TV REVIEW: Doctor Who, S9, E10: Face the Raven

It’s that time of year again that has a bitter-sweet tang. The main Doctor Who series is approaching its end and heading to its finale. Before the final two episodes, it is necessary to Face the Raven in a script by Sarah Dollard (Being Human; The Game; You, Me and the Apocalypse). Check out my thoughts after the synopsis.


The Doctor and Clara, with their old friend Rigsy, find themselves in a magical alien world, hidden on street in the heart of London. Sheltered within are some of the most fearsome creatures of the universe… and Ashildr (Maisie Williams)! With a death sentence hanging over their heads, not all of the intruders will get out alive.

First off, I have to applaud Sarah Dollard’s script. There’s a great pace to proceedings that never feels rushed or padded. The hook this week is a weirdly counting down tattoo which has appeared on the neck of Flatline’s Riggsy. I really liked the concepts introduced: the tattoo itself and its meaning. The notion of hidden streets and the contents of the street being searched for in the story.

The tattoo lends an urgency to the clock and I think it’s far more effective than the “Start the clock!” and visual queue from last year’s Mummy on the Orient Express. The tattoo is focussed on just enough to keep the tension without over-egging the matter. There can often be a sense of “time-stretch” with stories that take place or have “ticking-clock” elements. For example, bombs take more than the specified time to count-down in films and so on. This didn’t seem to be overly a problem here – though perhaps that was due to the longer duration between “ticks” of the tattoo.

Visual design – sets, costume physical and video effects all come together nicely once again this week. The street in which the bulk of the story takes place is suitably Victorian. I found that this leant a somewhat grittier air to the episode than perhaps would otherwise be the case. I admit that I was somewhat thrown by the seeming disparity of lighting between the daytime London and dark street. Though this could be the result of the technology that hides the locale from the natives. On another note, I would have quite liked the episode to be based in Bristol just to get out of London again!

The street has a great mix of inhabitants present, including the Doctor’s newest recurring acquaintance, Ashildr. I was both delighted and annoyed to see the Viking girl back so soon, but actually, this time around I rather enjoyed the presentation of Maisie Williams’ character and the actress’ performance which seemed much more mature than in her previous two appearances. I think that this is partly because of the character’s role within the story but it also felt to me like the actress had settled in a bit more by this story.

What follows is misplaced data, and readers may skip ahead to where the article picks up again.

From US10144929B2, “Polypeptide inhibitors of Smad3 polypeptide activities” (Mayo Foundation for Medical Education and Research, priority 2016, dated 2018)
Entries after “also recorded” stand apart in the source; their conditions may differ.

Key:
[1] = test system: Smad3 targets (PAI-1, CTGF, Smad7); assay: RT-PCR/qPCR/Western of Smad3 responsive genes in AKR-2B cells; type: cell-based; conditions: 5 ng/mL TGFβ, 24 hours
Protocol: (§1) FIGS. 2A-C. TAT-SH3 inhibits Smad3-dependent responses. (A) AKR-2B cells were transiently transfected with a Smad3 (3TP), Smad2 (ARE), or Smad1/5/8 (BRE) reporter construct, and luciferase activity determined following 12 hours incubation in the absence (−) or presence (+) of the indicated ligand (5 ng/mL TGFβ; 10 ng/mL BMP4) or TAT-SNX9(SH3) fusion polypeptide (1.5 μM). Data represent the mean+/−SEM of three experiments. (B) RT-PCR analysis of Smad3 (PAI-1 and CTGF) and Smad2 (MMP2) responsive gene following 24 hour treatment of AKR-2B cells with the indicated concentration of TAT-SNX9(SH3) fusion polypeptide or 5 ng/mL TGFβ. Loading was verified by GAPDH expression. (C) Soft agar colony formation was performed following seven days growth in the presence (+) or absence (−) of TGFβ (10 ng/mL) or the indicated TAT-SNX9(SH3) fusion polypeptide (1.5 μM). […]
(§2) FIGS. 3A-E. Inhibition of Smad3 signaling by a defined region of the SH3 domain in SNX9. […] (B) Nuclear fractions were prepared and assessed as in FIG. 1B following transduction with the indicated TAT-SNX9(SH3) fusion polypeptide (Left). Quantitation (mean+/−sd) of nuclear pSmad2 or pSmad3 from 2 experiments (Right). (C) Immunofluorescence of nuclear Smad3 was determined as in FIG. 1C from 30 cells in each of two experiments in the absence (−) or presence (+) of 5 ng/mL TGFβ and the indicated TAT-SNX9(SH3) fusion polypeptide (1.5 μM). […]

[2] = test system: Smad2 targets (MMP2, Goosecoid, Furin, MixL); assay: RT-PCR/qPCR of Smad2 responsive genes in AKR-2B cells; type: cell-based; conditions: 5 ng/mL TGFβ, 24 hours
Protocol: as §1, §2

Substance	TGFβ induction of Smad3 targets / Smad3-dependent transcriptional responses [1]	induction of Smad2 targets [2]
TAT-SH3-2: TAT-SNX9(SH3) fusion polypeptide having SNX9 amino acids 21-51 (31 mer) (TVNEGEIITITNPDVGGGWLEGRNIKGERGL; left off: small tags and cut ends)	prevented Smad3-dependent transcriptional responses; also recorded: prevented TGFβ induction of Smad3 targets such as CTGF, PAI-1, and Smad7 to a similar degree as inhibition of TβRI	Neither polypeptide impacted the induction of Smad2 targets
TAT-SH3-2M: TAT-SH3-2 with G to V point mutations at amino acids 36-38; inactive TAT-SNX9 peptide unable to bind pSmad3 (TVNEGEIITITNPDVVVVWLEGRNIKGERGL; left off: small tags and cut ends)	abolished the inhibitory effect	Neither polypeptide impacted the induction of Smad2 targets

Peter Capaldi really shone through this episode for me. From moments where his Doctor showed an element of tenderness and compassion – particularly towards a small human, right through to the barely supressed rage evident by the end of the episode. Dollard’s writing made it clear that Clara has been having a positive effect on this gruff incarnation and a softening has clearly begun. Whether it will continue after this story’s events remains to be seen.

The story’s climactic moment and the scene leading up to it was a triumph of writing, direction and performance as far as I am concerned. The right balance of heroism, acceptance, fatalism and bravery shone through. The eponymous Raven has been a constant background element throughout the episode and this is brought to a natural conclusion. Perhaps the scene was a smidgen drawn out but I believe this was a deliberate act to allow the facts to sink into the audience’s minds.

Even the Doctor can’t win every adventure.

Overall, this was a superb story. As a standalone episode it perhaps suffers somewhat due to the characters included and the events that transpire. Perhaps some impact would be lost. For this reviewer though, the story is one of the stand-outs of the 2015 series. More like this please.

Rating: 4.5 /5
Reviewer: WedgeDoc

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